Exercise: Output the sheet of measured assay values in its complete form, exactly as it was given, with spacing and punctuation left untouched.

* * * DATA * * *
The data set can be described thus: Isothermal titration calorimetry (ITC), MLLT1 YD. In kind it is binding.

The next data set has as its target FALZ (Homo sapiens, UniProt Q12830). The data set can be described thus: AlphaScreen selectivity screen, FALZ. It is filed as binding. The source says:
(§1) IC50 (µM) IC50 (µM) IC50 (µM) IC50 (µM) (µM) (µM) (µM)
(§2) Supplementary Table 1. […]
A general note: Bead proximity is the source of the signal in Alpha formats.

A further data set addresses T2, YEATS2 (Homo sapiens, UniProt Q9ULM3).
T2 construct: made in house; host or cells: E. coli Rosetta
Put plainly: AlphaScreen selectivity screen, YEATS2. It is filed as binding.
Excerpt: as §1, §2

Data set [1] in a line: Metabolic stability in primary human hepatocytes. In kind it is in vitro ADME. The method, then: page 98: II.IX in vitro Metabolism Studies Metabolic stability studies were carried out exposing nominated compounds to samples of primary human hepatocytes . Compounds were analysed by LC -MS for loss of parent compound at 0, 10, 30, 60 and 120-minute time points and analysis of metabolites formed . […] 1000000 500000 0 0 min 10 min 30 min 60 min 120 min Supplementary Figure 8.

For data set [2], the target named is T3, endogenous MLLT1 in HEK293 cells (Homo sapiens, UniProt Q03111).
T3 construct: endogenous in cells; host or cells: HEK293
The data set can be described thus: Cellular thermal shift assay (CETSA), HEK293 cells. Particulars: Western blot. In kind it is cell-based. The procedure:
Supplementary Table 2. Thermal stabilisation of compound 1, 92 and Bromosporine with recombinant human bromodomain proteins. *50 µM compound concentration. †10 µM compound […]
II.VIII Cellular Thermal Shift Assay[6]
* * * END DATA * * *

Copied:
The data set can be described thus: Isothermal titration calorimetry (ITC), MLLT1 YD. In kind it is binding.

The next data set has as its target FALZ (Homo sapiens, UniProt Q12830). The data set can be described thus: AlphaScreen selectivity screen, FALZ. It is filed as binding. The source says:
(§1) IC50 (µM) IC50 (µM) IC50 (µM) IC50 (µM) (µM) (µM) (µM)
(§2) Supplementary Table 1. […]
A general note: Bead proximity is the source of the signal in Alpha formats.

A further data set addresses T2, YEATS2 (Homo sapiens, UniProt Q9ULM3).
T2 construct: made in house; host or cells: E. coli Rosetta
Put plainly: AlphaScreen selectivity screen, YEATS2. It is filed as binding.
Excerpt: as §1, §2

Data set [1] in a line: Metabolic stability in primary human hepatocytes. In kind it is in vitro ADME. The method, then: page 98: II.IX in vitro Metabolism Studies Metabolic stability studies were carried out exposing nominated compounds to samples of primary human hepatocytes . Compounds were analysed by LC -MS for loss of parent compound at 0, 10, 30, 60 and 120-minute time points and analysis of metabolites formed . […] 1000000 500000 0 0 min 10 min 30 min 60 min 120 min Supplementary Figure 8.

For data set [2], the target named is T3, endogenous MLLT1 in HEK293 cells (Homo sapiens, UniProt Q03111).
T3 construct: endogenous in cells; host or cells: HEK293
The data set can be described thus: Cellular thermal shift assay (CETSA), HEK293 cells. Particulars: Western blot. In kind it is cell-based. The procedure:
Supplementary Table 2. Thermal stabilisation of compound 1, 92 and Bromosporine with recombinant human bromodomain proteins. *50 µM compound concentration. †10 µM compound […]
II.VIII Cellular Thermal Shift Assay[6]